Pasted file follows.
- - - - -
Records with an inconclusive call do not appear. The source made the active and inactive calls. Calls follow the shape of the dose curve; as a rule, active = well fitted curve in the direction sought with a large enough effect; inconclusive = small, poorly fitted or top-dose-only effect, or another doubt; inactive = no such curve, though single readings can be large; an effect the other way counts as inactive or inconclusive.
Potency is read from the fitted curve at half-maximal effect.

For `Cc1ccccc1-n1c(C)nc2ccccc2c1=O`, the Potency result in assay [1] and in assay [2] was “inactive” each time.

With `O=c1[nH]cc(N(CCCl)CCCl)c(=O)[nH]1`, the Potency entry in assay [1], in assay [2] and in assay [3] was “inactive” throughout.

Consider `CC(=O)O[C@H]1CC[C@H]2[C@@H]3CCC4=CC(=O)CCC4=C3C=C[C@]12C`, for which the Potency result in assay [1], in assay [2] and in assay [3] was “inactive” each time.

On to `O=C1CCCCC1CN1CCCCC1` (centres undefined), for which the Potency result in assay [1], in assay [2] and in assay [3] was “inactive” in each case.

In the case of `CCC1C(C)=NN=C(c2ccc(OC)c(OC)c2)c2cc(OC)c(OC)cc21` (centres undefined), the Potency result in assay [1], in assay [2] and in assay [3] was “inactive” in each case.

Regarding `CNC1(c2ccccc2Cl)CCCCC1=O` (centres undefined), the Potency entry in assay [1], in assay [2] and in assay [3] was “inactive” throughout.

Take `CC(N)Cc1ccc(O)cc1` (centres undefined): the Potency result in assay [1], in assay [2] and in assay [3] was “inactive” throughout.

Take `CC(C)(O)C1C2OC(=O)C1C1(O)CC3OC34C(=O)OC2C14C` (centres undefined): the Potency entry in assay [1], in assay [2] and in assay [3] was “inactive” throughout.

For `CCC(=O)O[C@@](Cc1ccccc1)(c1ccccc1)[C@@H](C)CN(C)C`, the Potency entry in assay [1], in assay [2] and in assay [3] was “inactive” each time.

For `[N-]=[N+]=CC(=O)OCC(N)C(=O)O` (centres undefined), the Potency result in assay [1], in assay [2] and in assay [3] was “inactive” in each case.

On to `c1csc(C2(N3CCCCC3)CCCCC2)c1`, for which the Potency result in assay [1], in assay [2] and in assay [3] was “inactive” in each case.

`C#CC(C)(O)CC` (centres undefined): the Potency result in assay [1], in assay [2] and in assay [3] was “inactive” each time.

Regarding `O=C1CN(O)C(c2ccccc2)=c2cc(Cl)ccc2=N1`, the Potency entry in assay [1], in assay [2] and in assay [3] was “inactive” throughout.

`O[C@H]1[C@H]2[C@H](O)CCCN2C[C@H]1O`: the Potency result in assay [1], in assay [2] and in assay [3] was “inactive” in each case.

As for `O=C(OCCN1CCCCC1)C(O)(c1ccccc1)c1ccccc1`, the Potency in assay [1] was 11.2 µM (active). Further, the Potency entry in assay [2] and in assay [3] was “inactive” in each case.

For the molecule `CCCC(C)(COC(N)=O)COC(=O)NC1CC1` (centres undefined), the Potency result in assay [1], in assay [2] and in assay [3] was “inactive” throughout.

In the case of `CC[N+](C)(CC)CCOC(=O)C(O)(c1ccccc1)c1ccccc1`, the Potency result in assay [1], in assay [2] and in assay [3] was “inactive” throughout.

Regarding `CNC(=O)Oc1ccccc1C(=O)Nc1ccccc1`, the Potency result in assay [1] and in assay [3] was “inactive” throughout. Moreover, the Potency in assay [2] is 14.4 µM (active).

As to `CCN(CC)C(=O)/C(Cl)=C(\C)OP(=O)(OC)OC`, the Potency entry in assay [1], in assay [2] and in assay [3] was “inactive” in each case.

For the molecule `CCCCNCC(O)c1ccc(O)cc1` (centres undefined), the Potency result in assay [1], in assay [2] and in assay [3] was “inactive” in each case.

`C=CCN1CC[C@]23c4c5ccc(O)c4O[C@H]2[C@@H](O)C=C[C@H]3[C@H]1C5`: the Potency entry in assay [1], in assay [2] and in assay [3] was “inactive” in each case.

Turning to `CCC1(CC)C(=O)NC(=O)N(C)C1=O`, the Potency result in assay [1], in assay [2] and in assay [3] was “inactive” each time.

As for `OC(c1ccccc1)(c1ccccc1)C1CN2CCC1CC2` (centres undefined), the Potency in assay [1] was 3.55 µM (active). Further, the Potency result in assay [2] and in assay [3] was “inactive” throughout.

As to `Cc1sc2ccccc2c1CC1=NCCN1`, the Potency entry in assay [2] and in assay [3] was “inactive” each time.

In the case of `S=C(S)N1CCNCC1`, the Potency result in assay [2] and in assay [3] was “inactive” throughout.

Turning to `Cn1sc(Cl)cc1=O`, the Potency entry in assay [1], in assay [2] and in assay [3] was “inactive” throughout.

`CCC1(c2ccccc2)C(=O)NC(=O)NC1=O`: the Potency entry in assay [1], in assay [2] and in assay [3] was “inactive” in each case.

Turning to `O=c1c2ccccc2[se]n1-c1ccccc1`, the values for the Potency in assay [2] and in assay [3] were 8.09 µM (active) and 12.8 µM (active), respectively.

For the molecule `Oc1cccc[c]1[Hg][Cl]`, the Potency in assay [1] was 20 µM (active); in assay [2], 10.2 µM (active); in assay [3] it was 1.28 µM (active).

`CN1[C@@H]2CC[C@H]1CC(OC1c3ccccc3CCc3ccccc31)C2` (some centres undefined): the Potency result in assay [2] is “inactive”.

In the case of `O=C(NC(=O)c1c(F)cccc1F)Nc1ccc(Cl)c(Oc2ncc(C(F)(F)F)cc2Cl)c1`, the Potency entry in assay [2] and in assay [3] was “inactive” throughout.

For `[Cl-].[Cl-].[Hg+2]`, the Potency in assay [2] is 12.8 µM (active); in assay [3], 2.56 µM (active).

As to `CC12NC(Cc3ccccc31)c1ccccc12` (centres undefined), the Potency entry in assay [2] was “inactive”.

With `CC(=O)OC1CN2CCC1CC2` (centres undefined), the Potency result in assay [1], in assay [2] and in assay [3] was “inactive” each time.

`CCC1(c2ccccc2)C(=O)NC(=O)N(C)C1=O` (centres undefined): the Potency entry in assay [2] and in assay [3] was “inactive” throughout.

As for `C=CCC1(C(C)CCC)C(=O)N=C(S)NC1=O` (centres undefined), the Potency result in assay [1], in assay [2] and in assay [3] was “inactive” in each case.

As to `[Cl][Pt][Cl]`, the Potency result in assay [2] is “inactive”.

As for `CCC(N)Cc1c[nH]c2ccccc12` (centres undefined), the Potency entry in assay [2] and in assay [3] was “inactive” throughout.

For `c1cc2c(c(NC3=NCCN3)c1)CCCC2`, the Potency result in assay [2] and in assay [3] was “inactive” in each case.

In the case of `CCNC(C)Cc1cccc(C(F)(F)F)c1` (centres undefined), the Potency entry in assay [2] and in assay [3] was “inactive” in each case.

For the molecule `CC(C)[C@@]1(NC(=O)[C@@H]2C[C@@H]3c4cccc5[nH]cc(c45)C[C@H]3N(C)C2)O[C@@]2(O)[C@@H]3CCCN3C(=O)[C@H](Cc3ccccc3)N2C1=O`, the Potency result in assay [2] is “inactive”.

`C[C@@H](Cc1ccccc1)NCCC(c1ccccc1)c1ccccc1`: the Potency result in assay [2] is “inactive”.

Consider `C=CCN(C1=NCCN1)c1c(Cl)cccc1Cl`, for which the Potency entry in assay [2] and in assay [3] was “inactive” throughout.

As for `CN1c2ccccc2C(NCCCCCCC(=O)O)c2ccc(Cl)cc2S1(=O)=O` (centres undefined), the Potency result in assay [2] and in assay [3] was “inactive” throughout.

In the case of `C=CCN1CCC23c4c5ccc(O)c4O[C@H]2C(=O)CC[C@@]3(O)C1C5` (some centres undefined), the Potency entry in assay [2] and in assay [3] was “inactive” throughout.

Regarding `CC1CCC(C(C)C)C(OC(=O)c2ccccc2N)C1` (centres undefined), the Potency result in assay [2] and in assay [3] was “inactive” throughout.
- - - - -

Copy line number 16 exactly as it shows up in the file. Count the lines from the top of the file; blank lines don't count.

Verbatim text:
`O[C@H]1[C@H]2[C@H](O)CCCN2C[C@H]1O`: the Potency result in assay [1], in assay [2] and in assay [3] was “inactive” in each case.